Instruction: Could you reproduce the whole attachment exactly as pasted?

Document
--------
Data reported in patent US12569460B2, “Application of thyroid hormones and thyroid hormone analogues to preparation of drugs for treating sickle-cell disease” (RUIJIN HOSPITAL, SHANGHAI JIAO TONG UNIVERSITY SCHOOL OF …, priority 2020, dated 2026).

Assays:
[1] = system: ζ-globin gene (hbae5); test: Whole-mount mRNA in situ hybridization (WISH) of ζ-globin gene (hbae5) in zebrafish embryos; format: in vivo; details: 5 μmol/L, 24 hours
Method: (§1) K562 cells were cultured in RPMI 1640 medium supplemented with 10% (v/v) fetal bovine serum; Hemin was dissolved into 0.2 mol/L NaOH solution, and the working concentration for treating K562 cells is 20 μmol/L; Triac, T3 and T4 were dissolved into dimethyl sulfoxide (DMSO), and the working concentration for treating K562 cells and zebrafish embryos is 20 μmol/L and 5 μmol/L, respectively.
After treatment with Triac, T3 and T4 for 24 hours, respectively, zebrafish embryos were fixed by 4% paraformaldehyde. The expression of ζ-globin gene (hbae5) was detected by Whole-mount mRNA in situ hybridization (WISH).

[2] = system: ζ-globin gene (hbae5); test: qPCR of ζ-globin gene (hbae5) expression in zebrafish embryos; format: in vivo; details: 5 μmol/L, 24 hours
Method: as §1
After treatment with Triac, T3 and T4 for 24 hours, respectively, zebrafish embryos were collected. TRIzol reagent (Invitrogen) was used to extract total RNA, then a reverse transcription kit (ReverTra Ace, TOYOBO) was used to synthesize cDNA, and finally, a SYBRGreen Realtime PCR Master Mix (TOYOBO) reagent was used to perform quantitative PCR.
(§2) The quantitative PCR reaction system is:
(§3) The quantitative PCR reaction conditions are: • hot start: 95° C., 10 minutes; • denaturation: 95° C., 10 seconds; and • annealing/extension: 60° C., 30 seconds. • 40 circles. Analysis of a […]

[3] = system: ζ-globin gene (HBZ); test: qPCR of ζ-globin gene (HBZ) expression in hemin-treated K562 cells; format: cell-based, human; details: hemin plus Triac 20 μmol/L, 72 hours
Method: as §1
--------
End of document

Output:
Data reported in patent US12569460B2, “Application of thyroid hormones and thyroid hormone analogues to preparation of drugs for treating sickle-cell disease” (RUIJIN HOSPITAL, SHANGHAI JIAO TONG UNIVERSITY SCHOOL OF …, priority 2020, dated 2026).

Assays:
[1] = system: ζ-globin gene (hbae5); test: Whole-mount mRNA in situ hybridization (WISH) of ζ-globin gene (hbae5) in zebrafish embryos; format: in vivo; details: 5 μmol/L, 24 hours
Method: (§1) K562 cells were cultured in RPMI 1640 medium supplemented with 10% (v/v) fetal bovine serum; Hemin was dissolved into 0.2 mol/L NaOH solution, and the working concentration for treating K562 cells is 20 μmol/L; Triac, T3 and T4 were dissolved into dimethyl sulfoxide (DMSO), and the working concentration for treating K562 cells and zebrafish embryos is 20 μmol/L and 5 μmol/L, respectively.
After treatment with Triac, T3 and T4 for 24 hours, respectively, zebrafish embryos were fixed by 4% paraformaldehyde. The expression of ζ-globin gene (hbae5) was detected by Whole-mount mRNA in situ hybridization (WISH).

[2] = system: ζ-globin gene (hbae5); test: qPCR of ζ-globin gene (hbae5) expression in zebrafish embryos; format: in vivo; details: 5 μmol/L, 24 hours
Method: as §1
After treatment with Triac, T3 and T4 for 24 hours, respectively, zebrafish embryos were collected. TRIzol reagent (Invitrogen) was used to extract total RNA, then a reverse transcription kit (ReverTra Ace, TOYOBO) was used to synthesize cDNA, and finally, a SYBRGreen Realtime PCR Master Mix (TOYOBO) reagent was used to perform quantitative PCR.
(§2) The quantitative PCR reaction system is:
(§3) The quantitative PCR reaction conditions are: • hot start: 95° C., 10 minutes; • denaturation: 95° C., 10 seconds; and • annealing/extension: 60° C., 30 seconds. • 40 circles. Analysis of a […]

[3] = system: ζ-globin gene (HBZ); test: qPCR of ζ-globin gene (HBZ) expression in hemin-treated K562 cells; format: cell-based, human; details: hemin plus Triac 20 μmol/L, 72 hours
Method: as §1